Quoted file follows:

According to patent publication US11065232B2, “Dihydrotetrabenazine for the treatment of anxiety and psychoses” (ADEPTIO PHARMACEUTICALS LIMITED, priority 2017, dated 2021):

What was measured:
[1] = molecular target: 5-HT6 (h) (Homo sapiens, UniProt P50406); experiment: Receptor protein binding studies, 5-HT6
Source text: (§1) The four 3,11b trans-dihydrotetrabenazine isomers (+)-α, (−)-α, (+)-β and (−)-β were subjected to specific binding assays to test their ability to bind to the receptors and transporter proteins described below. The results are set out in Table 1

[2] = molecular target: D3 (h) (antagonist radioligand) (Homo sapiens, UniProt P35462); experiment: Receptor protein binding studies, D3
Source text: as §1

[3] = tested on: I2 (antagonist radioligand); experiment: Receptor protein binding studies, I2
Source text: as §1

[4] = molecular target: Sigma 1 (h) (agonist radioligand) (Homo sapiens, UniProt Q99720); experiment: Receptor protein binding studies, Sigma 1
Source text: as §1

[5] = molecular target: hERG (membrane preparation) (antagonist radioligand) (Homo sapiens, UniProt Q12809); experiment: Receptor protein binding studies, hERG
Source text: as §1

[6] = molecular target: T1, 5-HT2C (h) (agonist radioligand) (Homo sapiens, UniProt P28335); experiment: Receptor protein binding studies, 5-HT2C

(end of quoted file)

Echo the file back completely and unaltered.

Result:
According to patent publication US11065232B2, “Dihydrotetrabenazine for the treatment of anxiety and psychoses” (ADEPTIO PHARMACEUTICALS LIMITED, priority 2017, dated 2021):

What was measured:
[1] = molecular target: 5-HT6 (h) (Homo sapiens, UniProt P50406); experiment: Receptor protein binding studies, 5-HT6
Source text: (§1) The four 3,11b trans-dihydrotetrabenazine isomers (+)-α, (−)-α, (+)-β and (−)-β were subjected to specific binding assays to test their ability to bind to the receptors and transporter proteins described below. The results are set out in Table 1

[2] = molecular target: D3 (h) (antagonist radioligand) (Homo sapiens, UniProt P35462); experiment: Receptor protein binding studies, D3
Source text: as §1

[3] = tested on: I2 (antagonist radioligand); experiment: Receptor protein binding studies, I2
Source text: as §1

[4] = molecular target: Sigma 1 (h) (agonist radioligand) (Homo sapiens, UniProt Q99720); experiment: Receptor protein binding studies, Sigma 1
Source text: as §1

[5] = molecular target: hERG (membrane preparation) (antagonist radioligand) (Homo sapiens, UniProt Q12809); experiment: Receptor protein binding studies, hERG
Source text: as §1

[6] = molecular target: T1, 5-HT2C (h) (agonist radioligand) (Homo sapiens, UniProt P28335); experiment: Receptor protein binding studies, 5-HT2C